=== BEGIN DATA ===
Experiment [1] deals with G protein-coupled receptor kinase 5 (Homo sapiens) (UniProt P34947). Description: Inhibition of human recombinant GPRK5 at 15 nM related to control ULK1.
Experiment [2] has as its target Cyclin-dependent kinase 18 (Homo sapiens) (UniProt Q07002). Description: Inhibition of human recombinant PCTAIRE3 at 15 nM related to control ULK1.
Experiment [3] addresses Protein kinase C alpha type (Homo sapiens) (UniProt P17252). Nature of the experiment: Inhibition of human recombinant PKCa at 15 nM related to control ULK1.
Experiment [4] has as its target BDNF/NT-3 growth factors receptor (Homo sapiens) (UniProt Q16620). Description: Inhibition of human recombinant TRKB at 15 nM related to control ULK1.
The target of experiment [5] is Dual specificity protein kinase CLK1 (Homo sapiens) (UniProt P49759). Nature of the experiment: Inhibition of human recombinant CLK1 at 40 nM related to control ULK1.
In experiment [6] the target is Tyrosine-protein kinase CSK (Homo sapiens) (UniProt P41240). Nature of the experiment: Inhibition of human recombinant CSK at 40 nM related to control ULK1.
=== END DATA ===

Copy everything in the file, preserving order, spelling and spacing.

Experiment [1] deals with G protein-coupled receptor kinase 5 (Homo sapiens) (UniProt P34947). Description: Inhibition of human recombinant GPRK5 at 15 nM related to control ULK1.
Experiment [2] has as its target Cyclin-dependent kinase 18 (Homo sapiens) (UniProt Q07002). Description: Inhibition of human recombinant PCTAIRE3 at 15 nM related to control ULK1.
Experiment [3] addresses Protein kinase C alpha type (Homo sapiens) (UniProt P17252). Nature of the experiment: Inhibition of human recombinant PKCa at 15 nM related to control ULK1.
Experiment [4] has as its target BDNF/NT-3 growth factors receptor (Homo sapiens) (UniProt Q16620). Description: Inhibition of human recombinant TRKB at 15 nM related to control ULK1.
The target of experiment [5] is Dual specificity protein kinase CLK1 (Homo sapiens) (UniProt P49759). Nature of the experiment: Inhibition of human recombinant CLK1 at 40 nM related to control ULK1.
In experiment [6] the target is Tyrosine-protein kinase CSK (Homo sapiens) (UniProt P41240). Nature of the experiment: Inhibition of human recombinant CSK at 40 nM related to control ULK1.